Consider strategically placing workstations in areas that eliminate wasted steps based on feedback from pickers. The less they need to move around, the more they can contribute to efficient order fulfillment. Your pickers might even have ideas on how to use pallets in ways that free up valuable space. As much as digital technology can improve your warehouse picking, you still need to make work comfortable for your staff.
Invest In Digital Technology
There are now plenty of ways in which a warehouse management system (WMS) can streamline your facility. Choosing the right software platform that fits your logistics operation and goals makes a big difference these days in gaining a competitive edge. Not only can a WMS empower a warehouse to organize inventory more efficiently, it gives you multiple ways to cut costs and save time. You'll enjoy more accurate picking and accounting as well as faster order fulfillment.
Investing in Industry 4.0 is essential for manufacturers of all types. Using IoT devices to monitor your production, storage and distribution will generate a wealth of information at your fingertips. RFID chips embedded in products are the key to tracking any item instantly in a vast warehouse with a barcode scanning device. This communications technology is particularly useful for automated picking.
One of your management goals should be to replace slow-moving inventory with a faster-moving inventory. You can move toward this direction by studying analytics generated by your WMS. The platform will give you real-time data on accurate stock counts and precise locations, as well as better forecasting to help you plan ahead. You can add various tools to your platform that helps you organize and prioritize your order mix.
Outsource Excess Order Flow
If your order flow starts to pick up beyond your ability to process orders in a timely manner, you can still capitalize on this growth by outsourcing excess orders to a third-party logistics (3PL) firm. The rise of 3PLs has correlated with the advent of smart technology. While manual picking can be the most time-consuming and labor-intensive aspect of order fulfillment, a modern 3PL can increase picking rates by as much as 60 to 100 percent.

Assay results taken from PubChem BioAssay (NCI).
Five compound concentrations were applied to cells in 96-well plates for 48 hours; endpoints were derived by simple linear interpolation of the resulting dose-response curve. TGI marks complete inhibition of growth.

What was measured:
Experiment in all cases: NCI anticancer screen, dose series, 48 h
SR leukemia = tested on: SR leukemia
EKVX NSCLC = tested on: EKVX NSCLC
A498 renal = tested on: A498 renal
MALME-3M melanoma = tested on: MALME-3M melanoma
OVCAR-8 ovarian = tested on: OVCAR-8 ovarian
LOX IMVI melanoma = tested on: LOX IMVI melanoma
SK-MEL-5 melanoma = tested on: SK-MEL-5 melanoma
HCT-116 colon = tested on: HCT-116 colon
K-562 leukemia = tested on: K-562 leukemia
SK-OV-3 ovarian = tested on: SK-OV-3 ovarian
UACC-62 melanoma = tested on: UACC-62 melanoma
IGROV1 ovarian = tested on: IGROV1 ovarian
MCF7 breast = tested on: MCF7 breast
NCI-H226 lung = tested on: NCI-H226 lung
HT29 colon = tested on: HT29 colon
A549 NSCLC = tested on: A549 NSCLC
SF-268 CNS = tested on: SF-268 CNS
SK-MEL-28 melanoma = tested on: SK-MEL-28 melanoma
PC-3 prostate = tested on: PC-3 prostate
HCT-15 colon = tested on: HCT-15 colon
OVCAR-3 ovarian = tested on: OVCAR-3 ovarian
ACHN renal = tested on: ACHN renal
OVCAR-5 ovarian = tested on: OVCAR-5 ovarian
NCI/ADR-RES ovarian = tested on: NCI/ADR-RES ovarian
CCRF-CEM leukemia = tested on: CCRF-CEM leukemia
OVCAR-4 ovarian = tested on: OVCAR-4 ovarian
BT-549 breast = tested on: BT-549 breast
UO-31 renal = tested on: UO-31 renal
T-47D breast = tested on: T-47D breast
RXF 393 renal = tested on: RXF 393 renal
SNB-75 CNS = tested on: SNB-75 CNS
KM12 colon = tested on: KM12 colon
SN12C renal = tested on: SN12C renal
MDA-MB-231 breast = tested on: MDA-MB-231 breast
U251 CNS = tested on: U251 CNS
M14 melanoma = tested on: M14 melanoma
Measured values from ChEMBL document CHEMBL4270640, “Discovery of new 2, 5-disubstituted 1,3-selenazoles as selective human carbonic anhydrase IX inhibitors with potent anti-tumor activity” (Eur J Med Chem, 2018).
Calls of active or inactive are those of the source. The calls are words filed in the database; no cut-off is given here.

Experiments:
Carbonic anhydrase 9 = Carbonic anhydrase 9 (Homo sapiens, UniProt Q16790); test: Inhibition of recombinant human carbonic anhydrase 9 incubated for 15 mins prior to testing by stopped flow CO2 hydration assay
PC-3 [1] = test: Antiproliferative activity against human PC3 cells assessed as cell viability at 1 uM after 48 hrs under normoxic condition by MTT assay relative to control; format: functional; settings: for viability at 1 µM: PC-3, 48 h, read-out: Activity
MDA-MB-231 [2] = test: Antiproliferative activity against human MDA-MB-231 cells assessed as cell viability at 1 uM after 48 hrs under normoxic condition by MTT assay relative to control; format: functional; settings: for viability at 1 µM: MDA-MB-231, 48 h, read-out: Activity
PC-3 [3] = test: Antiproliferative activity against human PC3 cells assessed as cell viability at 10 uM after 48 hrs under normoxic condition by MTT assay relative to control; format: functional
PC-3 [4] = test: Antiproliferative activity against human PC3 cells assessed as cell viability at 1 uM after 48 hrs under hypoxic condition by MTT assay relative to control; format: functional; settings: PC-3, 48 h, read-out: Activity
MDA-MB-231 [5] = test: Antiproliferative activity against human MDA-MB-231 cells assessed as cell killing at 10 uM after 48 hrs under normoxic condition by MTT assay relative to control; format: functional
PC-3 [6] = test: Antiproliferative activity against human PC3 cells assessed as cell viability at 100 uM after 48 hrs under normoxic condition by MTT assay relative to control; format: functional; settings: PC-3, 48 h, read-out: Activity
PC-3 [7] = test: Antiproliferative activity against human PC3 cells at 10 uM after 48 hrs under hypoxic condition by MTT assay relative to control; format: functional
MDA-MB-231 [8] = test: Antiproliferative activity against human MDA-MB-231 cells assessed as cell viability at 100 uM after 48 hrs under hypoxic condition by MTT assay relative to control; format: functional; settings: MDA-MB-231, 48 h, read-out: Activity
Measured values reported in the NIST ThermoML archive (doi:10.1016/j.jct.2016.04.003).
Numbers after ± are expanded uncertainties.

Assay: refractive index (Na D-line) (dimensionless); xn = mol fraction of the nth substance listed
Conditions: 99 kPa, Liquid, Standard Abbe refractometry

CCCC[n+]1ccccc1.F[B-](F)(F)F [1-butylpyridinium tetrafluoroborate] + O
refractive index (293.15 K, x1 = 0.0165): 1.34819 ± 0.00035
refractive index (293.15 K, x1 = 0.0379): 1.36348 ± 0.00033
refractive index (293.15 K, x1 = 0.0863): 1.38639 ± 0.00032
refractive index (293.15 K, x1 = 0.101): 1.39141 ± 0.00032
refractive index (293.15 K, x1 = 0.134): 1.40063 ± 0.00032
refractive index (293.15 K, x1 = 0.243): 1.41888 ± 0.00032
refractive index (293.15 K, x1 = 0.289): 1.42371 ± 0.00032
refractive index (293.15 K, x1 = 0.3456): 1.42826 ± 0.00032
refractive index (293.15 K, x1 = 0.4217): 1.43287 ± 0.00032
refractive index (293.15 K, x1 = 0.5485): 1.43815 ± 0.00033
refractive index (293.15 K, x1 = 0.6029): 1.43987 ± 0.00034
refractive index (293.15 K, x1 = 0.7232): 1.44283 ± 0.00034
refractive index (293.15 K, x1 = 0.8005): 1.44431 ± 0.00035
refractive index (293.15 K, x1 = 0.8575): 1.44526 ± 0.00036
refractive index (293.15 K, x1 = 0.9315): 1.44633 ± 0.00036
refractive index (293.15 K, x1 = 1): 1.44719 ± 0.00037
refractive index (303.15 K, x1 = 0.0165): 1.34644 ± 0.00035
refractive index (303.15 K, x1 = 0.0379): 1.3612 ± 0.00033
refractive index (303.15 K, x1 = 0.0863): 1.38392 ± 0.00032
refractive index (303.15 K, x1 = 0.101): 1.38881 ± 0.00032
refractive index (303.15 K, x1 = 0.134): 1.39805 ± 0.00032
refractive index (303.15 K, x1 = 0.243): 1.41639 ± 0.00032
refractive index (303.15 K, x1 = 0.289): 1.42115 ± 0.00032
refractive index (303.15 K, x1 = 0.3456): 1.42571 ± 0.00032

Companies that aren't ready to invest in Industry 4.0 technology can still participate in this game-changing advancement by working with a 3PL partner that has adopted digital transformation. The most advanced 3PLs use automated picking equipment along with machine learning technology that helps accelerate order processing. Outsourcing logistics is a way to scale up your operations without changing your infrastructure.
Another advantage to outsourcing order fulfillment is that it can reduce the number of at-work accidents, which lead to downtime. In a third-party scenario, you store inventory at the 3PL's facility and they handle picking, packing, and delivery for your organization. A 3PL with advanced technology and real-time tracking tools can get products to customers quicker than traditional methods. Cutting down on time-consuming manual labor with a safer approach outside your facility reduces risks, which can lower insurance costs.
Aim For Customer Satisfaction
A crucial challenge to order fulfillment is exceeding customer expectations. When your warehouse experiences slowdowns, you need to assess the problem immediately, which can be done by studying real-time analytics. Packages that arrive early boost customer satisfaction, whereas packages that arrive later than expected can trigger suspicion, skepticism, and lack of loyalty.
Be aware that today's consumers consider on-time delivery to be a significant factor in whether or not they will order from the organization again. A recent survey found that 69 percent of retail consumers said they are less likely to buy from a retailer again if they did not receive ordered products within two days of the expected delivery date.
Shipping products to consumers on time relies on hiring competent warehousing specialists and optimizing the order picking process. That means training workers how to do their jobs efficiently is a major piece of the puzzle.
Making customer satisfaction your top priority will put your focus on ways to improve warehouse picking. With this clear goal in mind, you can maximize labor and technology to increase operational visibility and speed up warehousing processes. Another great place to start is making sure you have the right size pallets to help optimize your warehouse space.